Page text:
As I read about babies and how they grow, the one inevitable thing I always come along is the terrible twos. I knew I had to prepare myself, but I had sometime before I had to deal with that. So when my then 1 year 2 month old son started throwing tantrums, I was taken aback. I wondered if he was a genius, because they don’t start until they are 2 years right? Well we are now 1 year 5 months and still dealing with tantrums. When he started, I was tempted to go at it as my mother would, the ‘chapa’, spanking.
I had started chapa before he was 1 year because he started walking early and could understand simple instructions like No, that is not right, stop etc. and also the walking meant he could access corners around the house. So when he started playing with the oven door, or the sockets, I could easily tell him No and if he continued then a chapa would follow. How simple life was back then, he would cry and mama would hug him and in less than a minute, his eyes were dry and life was back to normal, so normal, that at times he would go right back to the place that warranted the chapa in the first place, by then, a No was sufficient.
Welcome the tantrums, where I tell him No and he throws himself down instead and starts to scream. I prevent him from hurting himself and instead of being met with a hug; it is kicks and screams, really! As I was reading on what to do, I read that some kids even hold their breath till they pass out, now that can be scary. So what do you do if they throw a tantrum like that? There is no standard way of reacting to tantrums because babies are different but here are some proven reactions that yield results.
NB. I have found that chapa doesn’t work with tantrums, why? If he tantrums over water in a bottle that doesn’t belong to him, if I chapa, he might not understand the reason for the chapa because there is so much going on. Am I chapa-ing for him wanting water, or wanting the bottle or tantrum-ing.
Tantrums are a way of the baby trying to express himself but because they cannot use words, they get frustrated and so chapa gets them more exasperated and can communicate the wrong message to the baby. Besides, we all have tantrums just that we as adults we have learnt to control ourselves.
A tantrum is a normal response when something blocks a young child from gaining independence or learning a skill. The child may not yet have the skills to express anger and frustration in other ways. For example, a temper tantrum may happen when a child becomes frustrated while trying to button a shirt or is told it’s time for bed when he or she wants to stay up.
Ignoring the tantrums and helping a young child learn how to deal with anger and frustration are often good ways to deal with tantrums. Pay attention to what starts the tantrums. Knowing what triggers the tantrums can help you act before your child’s emotions get past the point where he or she can control them.
1. Don’t lose your cool.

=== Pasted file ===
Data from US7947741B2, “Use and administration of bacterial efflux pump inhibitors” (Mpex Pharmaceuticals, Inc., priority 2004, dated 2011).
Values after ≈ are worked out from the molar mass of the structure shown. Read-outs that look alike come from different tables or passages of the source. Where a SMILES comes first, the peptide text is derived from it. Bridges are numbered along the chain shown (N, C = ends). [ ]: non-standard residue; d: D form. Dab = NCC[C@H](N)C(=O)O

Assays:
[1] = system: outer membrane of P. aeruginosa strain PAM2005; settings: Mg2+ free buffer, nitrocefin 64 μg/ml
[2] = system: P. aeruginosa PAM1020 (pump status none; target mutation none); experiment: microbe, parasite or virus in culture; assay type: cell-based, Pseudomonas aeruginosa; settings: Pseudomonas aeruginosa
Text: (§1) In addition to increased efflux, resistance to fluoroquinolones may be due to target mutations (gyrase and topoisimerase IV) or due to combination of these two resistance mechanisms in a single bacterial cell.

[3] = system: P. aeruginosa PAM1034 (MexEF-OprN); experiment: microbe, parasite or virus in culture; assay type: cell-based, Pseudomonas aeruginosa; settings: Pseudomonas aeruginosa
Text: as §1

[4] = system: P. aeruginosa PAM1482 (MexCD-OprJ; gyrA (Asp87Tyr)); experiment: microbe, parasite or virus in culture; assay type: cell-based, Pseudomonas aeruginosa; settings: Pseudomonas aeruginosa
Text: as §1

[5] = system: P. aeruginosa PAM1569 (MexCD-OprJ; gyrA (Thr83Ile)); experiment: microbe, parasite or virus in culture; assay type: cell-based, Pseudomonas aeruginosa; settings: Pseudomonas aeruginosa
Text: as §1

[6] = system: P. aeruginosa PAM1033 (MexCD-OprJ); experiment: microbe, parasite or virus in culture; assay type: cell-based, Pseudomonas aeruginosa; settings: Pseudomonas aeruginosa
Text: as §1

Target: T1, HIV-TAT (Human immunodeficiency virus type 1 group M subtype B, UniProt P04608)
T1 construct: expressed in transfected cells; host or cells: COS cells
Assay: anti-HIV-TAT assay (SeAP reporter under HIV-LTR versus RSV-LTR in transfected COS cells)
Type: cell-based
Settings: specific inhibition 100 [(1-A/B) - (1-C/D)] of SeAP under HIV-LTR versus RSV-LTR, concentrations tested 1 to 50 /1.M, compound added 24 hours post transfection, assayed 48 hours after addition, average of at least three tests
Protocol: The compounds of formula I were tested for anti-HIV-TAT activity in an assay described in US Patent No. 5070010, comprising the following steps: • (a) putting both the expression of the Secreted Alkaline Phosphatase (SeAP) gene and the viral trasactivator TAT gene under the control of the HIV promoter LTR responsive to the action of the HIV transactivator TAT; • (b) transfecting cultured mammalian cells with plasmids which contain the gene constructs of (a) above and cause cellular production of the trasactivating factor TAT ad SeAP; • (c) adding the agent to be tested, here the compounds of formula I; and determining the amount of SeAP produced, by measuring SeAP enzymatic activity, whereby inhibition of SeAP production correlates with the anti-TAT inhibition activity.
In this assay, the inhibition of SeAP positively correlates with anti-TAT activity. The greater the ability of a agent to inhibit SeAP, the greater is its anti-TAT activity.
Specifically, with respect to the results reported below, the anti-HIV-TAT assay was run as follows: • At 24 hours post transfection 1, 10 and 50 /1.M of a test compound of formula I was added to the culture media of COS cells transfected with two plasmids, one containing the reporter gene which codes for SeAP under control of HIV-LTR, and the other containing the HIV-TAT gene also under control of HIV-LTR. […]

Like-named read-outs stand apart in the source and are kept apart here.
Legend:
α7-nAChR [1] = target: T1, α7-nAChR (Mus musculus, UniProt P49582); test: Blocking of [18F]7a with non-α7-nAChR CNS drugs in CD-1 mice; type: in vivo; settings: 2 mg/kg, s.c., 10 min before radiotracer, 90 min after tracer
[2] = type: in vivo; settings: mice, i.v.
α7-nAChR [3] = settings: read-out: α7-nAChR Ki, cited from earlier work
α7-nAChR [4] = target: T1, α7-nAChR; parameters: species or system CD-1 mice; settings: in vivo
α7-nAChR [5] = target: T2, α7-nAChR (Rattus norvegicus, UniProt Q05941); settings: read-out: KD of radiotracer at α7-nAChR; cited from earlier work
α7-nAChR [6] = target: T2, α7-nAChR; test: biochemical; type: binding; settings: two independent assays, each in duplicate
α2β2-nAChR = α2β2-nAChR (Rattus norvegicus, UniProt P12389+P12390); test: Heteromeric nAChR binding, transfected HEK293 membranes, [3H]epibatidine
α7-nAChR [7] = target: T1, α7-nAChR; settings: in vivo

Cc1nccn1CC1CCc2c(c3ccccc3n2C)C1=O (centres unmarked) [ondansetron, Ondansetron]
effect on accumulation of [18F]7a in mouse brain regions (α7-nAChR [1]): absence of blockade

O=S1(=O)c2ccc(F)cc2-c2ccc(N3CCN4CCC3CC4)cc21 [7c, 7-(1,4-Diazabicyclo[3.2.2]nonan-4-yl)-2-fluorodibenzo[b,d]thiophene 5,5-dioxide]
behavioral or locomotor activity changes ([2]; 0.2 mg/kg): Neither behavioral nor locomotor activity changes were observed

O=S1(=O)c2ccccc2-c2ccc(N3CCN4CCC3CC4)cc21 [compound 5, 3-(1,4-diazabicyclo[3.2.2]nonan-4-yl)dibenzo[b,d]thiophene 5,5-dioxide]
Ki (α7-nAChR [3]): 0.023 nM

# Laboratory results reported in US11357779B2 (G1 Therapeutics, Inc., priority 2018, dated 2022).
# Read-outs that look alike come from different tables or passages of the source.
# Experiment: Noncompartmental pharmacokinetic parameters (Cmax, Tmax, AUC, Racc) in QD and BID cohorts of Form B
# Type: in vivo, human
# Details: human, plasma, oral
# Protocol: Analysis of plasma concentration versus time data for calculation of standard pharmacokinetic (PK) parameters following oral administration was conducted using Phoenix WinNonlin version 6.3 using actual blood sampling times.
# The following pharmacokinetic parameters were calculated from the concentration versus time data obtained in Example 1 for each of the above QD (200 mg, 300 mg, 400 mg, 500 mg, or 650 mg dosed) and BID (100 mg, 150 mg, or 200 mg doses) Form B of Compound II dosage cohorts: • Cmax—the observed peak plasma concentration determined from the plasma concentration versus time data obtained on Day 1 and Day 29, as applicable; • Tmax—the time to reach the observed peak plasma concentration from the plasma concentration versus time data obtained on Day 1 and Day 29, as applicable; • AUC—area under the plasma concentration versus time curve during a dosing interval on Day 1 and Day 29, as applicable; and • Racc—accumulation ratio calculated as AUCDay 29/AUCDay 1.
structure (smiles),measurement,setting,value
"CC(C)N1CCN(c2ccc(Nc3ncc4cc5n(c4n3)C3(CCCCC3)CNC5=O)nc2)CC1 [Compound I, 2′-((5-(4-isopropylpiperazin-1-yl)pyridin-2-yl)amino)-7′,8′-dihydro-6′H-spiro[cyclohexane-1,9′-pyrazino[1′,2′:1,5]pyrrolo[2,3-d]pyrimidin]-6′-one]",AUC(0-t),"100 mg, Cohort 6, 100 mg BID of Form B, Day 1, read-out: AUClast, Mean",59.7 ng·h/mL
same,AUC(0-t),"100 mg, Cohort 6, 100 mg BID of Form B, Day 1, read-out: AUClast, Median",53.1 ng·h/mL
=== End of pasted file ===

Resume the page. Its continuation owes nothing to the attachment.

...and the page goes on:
In general, staying with your child during a tantrum is a good idea. Stomping out of the room –alluring as that may be – can make him feel abandoned. The storm of emotion he’s going through can be frightening to him, and he’ll appreciate knowing you’re nearby.
If you find yourself getting overly frustrated, some experts suggest calmly leaving the room for a few minutes and returning after your child has stopped crying. By staying calm, you’ll help him calm down, too.
Some experts recommend picking up your child and holding him if it’s feasible (if he’s not flailing too much, for instance), saying he’ll find your embrace comforting. But others say that tactic rewards negative behaviour and that it’s better to ignore the tantrum until your child calms down.
2. Remember that you’re the adult. No matter how long the tantrum continues, don’t give in to unreasonable demands or try to negotiate with your screaming toddler. It’s especially tempting to cave in as a way of ending a public episode. Try not to worry about what others think – anyone who’s a parent has been there before.
By conceding, you’ll only be teaching your child that throwing a fit is a good way to get what she wants, which sets the stage for future conflicts. Besides, your child is already frightened by being out of control. The last thing she needs is to feel that you’re not in control either.
5. Let your child know you love him. Once your child is calm and you’ve had a chance to talk to him about his tantrum, give him a quick hug and tell him that you love him. It’s important to reward good behaviour, including your child being able to settle down and talk things over with you.
6. Try to head off tantrum-inducing situations. I have noticed that my son throws tantrums, especially in the evening just before bedtime; I guess he is tired and winding down but also want to play so he is really on the edge at that time. Pay attention to which situations push your child’s buttons and plan accordingly. If she falls apart when she’s hungry, carry snacks with you. If she gets cranky in the late afternoon, take care of errands earlier in the day.
7. Watch for signs of overstress. Although daily tantrums are a perfectly normal part of the mid-toddler years, it’s a good idea to keep an eye out for possible problems. Has there been upheaval in the family? An extremely busy or harried period? Parental tensions? All of these can provoke tantrums.
Most children will grow out of having temper tantrums. With time, most children learn healthy ways to handle the strong emotions that can lead to temper tantrums.
Children who still have tantrums after the age of 4 may need help learning to deal with their emotions. If tantrums continue or start during the school years, they may be a sign of other issues, such as learning problems or trouble getting along with other children.